Ferrari posts record profits as supercar sales soar | Automobile industry

Ferrari posted record quarterly sales and profits as the cost of living crisis and worries about the global economy fail to dampen the enthusiasm of buyers of luxury trophy vehicles.

The Italian sports car maker raised its full-year revenue and profit forecast after announcing a record second quarter, due to the popularity of new models and strong demand in China and the Americas.

The company, the latest luxury car or supercar maker to post record profits after Lamborghini and Bentley, said shipments rose 29% year-on-year to 3,455 units in the three months to the end of June. .

Ferrari said sales were driven by its Portofino M models and the F8 family, with overall vehicle shipments to China, Taiwan and Hong Kong more than doubling from 166 to 358 year-on-year. and rising 62% to 1,053 in the Americas.

Strong demand, which included Ferrari net orders hitting a new high in the quarter, fueled a 22% rise in net profit to €251m (£210m), while revenue rose a quarter to 1.3 billion euros.

“Ferrari is selling more units than it has ever sold in its history,” said Citi analyst Gabriel Adler, as the company aims to offset a drop in revenue due to the end of limited-edition sales of the Monza SP1 of more than 1 million euros. and SP2 models.

Ferrari has decided to raise its full-year revenue forecast to 4.9 billion euros, from 4.8 billion euros, and profits to a range of 1.15 billion euros to 1.18 billion euros, against a previous forecast of 1.1 billion euros to 1.15 billion euros.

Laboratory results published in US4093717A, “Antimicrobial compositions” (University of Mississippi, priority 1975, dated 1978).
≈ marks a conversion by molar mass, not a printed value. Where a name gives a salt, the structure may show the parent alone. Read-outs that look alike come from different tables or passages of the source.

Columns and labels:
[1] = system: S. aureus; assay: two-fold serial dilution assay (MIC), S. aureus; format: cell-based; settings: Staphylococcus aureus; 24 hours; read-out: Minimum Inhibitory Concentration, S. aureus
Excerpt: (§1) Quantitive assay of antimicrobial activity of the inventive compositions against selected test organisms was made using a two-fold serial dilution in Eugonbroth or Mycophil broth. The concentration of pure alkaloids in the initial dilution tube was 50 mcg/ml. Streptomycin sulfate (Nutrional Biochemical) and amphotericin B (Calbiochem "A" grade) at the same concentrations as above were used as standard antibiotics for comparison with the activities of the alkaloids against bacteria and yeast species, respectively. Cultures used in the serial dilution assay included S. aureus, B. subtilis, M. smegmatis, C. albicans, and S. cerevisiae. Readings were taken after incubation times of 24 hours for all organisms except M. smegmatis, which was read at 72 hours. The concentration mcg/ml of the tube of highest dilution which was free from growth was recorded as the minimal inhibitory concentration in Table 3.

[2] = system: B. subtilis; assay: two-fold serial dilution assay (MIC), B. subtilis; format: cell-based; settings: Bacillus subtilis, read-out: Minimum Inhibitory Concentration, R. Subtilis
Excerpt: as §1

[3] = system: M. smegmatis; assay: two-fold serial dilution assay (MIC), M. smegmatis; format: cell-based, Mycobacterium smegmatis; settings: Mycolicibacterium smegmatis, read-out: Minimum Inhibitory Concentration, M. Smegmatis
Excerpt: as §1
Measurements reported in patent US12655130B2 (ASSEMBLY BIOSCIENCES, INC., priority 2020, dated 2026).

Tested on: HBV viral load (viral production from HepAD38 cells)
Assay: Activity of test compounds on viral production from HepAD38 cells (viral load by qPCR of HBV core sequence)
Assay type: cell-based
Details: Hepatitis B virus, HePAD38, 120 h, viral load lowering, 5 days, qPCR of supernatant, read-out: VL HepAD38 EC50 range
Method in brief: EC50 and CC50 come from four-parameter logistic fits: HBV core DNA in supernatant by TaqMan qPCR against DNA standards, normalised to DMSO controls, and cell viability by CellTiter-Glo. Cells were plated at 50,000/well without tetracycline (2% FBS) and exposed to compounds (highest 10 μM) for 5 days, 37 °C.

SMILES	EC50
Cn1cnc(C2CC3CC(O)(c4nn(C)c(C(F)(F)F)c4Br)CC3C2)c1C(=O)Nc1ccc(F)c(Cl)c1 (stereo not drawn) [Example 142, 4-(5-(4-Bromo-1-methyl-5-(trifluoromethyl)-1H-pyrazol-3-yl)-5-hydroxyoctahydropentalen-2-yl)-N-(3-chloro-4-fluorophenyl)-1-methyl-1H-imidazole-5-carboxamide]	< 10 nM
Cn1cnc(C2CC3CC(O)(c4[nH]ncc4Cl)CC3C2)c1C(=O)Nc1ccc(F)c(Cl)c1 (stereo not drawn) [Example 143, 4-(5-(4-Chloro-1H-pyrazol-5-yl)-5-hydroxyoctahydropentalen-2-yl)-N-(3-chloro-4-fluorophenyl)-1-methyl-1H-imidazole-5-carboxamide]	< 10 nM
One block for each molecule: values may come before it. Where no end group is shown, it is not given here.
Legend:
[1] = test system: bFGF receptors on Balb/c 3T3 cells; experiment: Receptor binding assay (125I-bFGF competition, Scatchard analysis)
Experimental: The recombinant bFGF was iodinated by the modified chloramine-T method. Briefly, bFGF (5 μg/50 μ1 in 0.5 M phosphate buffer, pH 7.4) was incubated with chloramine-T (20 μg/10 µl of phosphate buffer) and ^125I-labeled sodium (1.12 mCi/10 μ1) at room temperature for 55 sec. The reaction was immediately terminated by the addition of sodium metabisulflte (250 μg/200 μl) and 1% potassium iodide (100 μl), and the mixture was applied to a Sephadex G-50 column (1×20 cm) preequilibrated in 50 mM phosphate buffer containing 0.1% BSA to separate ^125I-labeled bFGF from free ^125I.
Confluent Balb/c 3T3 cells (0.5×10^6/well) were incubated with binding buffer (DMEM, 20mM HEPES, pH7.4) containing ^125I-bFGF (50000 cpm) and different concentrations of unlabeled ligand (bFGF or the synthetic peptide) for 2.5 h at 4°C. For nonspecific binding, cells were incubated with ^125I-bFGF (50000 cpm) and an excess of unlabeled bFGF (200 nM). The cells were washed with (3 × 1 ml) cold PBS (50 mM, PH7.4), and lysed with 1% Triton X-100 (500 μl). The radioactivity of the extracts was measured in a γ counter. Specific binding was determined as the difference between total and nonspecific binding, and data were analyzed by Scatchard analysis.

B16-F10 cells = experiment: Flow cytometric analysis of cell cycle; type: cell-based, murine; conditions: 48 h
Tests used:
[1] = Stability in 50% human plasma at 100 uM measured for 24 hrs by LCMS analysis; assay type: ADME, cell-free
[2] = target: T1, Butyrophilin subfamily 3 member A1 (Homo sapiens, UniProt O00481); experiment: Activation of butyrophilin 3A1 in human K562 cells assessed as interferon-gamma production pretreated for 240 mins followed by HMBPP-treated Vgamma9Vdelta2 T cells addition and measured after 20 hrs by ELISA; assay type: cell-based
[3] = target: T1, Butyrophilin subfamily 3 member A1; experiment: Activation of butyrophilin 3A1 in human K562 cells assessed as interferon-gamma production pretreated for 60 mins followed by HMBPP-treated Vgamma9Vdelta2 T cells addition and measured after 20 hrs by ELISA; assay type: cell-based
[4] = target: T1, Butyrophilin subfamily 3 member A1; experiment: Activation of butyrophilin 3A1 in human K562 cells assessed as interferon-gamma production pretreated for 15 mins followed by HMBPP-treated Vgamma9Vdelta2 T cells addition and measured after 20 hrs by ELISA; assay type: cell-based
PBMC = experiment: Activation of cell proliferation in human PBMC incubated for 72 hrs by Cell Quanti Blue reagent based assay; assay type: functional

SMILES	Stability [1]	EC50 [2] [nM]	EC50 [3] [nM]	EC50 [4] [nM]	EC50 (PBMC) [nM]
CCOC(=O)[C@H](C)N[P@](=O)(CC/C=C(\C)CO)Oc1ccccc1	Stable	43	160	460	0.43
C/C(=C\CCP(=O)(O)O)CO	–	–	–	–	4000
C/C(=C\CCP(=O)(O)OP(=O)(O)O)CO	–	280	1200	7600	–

“The quality of the first six months and the robustness of our activity allow us to revise upwards the 2022 forecast on all indicators,” said Ferrari chief executive Benedetto Vigna.

In June, the company, based in the northern Italian town of Maranello and listed in Milan, unveiled plans to manufacture 80% of its electric and hybrid car models by 2030.

In its latest quarterly update, vehicles with traditional internal combustion engines accounted for 83% of shipments, while hybrid models accounted for just 17% of shipments.

Aston Martin last week announced that pre-tax losses had collapsed to £285.4 million for the first half of this year as supply chain shortages hit production, leaving hundreds of its unfinished supercars.

Sign up for the daily Business Today email or follow Guardian Business on Twitter at @BusinessDesk

However, overall, the luxury and supercar market continues to thrive.

Last month, a report by accountancy firm UHY Hacker Young, which compiled figures from the Driving and Vehicle Licensing Agency, found that the UK’s wealthy are buying more luxury supercars than ever before.

More than 18,000 supercars – such as Ferrari, Bugatti, Aston Martin, Maserati and Koenigsegg models – were registered at UK addresses in 2021, an increase of 19% on 2020.

Comments are closed.